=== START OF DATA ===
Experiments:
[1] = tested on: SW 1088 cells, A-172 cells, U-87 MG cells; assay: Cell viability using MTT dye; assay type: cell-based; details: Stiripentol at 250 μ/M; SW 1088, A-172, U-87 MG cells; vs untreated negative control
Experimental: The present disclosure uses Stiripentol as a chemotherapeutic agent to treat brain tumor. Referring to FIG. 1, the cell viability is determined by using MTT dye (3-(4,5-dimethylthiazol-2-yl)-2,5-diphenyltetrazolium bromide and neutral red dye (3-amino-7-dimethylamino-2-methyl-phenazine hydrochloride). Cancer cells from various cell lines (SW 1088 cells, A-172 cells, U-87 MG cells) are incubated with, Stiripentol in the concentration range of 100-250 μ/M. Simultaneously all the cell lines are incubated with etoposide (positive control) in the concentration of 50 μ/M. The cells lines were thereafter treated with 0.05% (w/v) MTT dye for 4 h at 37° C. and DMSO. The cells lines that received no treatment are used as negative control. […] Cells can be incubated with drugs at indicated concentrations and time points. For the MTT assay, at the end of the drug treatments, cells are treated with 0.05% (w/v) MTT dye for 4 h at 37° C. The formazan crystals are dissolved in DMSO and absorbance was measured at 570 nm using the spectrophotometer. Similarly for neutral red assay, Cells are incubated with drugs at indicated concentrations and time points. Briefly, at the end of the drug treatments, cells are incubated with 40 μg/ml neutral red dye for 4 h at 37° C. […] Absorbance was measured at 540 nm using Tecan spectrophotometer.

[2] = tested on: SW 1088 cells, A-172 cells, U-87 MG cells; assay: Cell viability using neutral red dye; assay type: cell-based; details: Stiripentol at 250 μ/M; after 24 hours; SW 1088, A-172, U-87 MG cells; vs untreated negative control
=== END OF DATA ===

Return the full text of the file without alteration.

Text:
Experiments:
[1] = tested on: SW 1088 cells, A-172 cells, U-87 MG cells; assay: Cell viability using MTT dye; assay type: cell-based; details: Stiripentol at 250 μ/M; SW 1088, A-172, U-87 MG cells; vs untreated negative control
Experimental: The present disclosure uses Stiripentol as a chemotherapeutic agent to treat brain tumor. Referring to FIG. 1, the cell viability is determined by using MTT dye (3-(4,5-dimethylthiazol-2-yl)-2,5-diphenyltetrazolium bromide and neutral red dye (3-amino-7-dimethylamino-2-methyl-phenazine hydrochloride). Cancer cells from various cell lines (SW 1088 cells, A-172 cells, U-87 MG cells) are incubated with, Stiripentol in the concentration range of 100-250 μ/M. Simultaneously all the cell lines are incubated with etoposide (positive control) in the concentration of 50 μ/M. The cells lines were thereafter treated with 0.05% (w/v) MTT dye for 4 h at 37° C. and DMSO. The cells lines that received no treatment are used as negative control. […] Cells can be incubated with drugs at indicated concentrations and time points. For the MTT assay, at the end of the drug treatments, cells are treated with 0.05% (w/v) MTT dye for 4 h at 37° C. The formazan crystals are dissolved in DMSO and absorbance was measured at 570 nm using the spectrophotometer. Similarly for neutral red assay, Cells are incubated with drugs at indicated concentrations and time points. Briefly, at the end of the drug treatments, cells are incubated with 40 μg/ml neutral red dye for 4 h at 37° C. […] Absorbance was measured at 540 nm using Tecan spectrophotometer.

[2] = tested on: SW 1088 cells, A-172 cells, U-87 MG cells; assay: Cell viability using neutral red dye; assay type: cell-based; details: Stiripentol at 250 μ/M; after 24 hours; SW 1088, A-172, U-87 MG cells; vs untreated negative control